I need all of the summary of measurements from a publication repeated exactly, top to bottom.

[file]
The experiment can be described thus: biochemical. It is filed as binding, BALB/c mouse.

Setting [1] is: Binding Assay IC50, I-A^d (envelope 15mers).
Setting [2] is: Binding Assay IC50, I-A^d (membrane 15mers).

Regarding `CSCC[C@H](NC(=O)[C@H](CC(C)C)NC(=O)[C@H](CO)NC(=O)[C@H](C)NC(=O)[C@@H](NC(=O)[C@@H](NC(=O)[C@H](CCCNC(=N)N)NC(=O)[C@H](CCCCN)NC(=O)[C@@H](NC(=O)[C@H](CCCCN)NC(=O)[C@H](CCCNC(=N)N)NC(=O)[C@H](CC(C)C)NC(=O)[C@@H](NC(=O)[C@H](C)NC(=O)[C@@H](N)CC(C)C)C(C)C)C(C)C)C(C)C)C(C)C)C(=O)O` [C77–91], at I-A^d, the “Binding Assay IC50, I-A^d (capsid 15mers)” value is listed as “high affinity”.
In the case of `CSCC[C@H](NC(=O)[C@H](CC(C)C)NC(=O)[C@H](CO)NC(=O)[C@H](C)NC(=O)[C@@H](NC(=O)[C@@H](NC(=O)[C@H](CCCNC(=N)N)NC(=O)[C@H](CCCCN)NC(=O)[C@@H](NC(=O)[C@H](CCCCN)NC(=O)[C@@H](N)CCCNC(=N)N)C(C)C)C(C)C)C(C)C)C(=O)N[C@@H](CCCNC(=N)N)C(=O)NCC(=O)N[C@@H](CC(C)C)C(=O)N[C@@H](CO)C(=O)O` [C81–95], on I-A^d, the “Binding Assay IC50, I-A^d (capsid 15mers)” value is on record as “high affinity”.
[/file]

The experiment can be described thus: biochemical. It is filed as binding, BALB/c mouse.

Setting [1] is: Binding Assay IC50, I-A^d (envelope 15mers).
Setting [2] is: Binding Assay IC50, I-A^d (membrane 15mers).

Regarding `CSCC[C@H](NC(=O)[C@H](CC(C)C)NC(=O)[C@H](CO)NC(=O)[C@H](C)NC(=O)[C@@H](NC(=O)[C@@H](NC(=O)[C@H](CCCNC(=N)N)NC(=O)[C@H](CCCCN)NC(=O)[C@@H](NC(=O)[C@H](CCCCN)NC(=O)[C@H](CCCNC(=N)N)NC(=O)[C@H](CC(C)C)NC(=O)[C@@H](NC(=O)[C@H](C)NC(=O)[C@@H](N)CC(C)C)C(C)C)C(C)C)C(C)C)C(C)C)C(=O)O` [C77–91], at I-A^d, the “Binding Assay IC50, I-A^d (capsid 15mers)” value is listed as “high affinity”.
In the case of `CSCC[C@H](NC(=O)[C@H](CC(C)C)NC(=O)[C@H](CO)NC(=O)[C@H](C)NC(=O)[C@@H](NC(=O)[C@@H](NC(=O)[C@H](CCCNC(=N)N)NC(=O)[C@H](CCCCN)NC(=O)[C@@H](NC(=O)[C@H](CCCCN)NC(=O)[C@@H](N)CCCNC(=N)N)C(C)C)C(C)C)C(C)C)C(=O)N[C@@H](CCCNC(=N)N)C(=O)NCC(=O)N[C@@H](CC(C)C)C(=O)N[C@@H](CO)C(=O)O` [C81–95], on I-A^d, the “Binding Assay IC50, I-A^d (capsid 15mers)” value is on record as “high affinity”.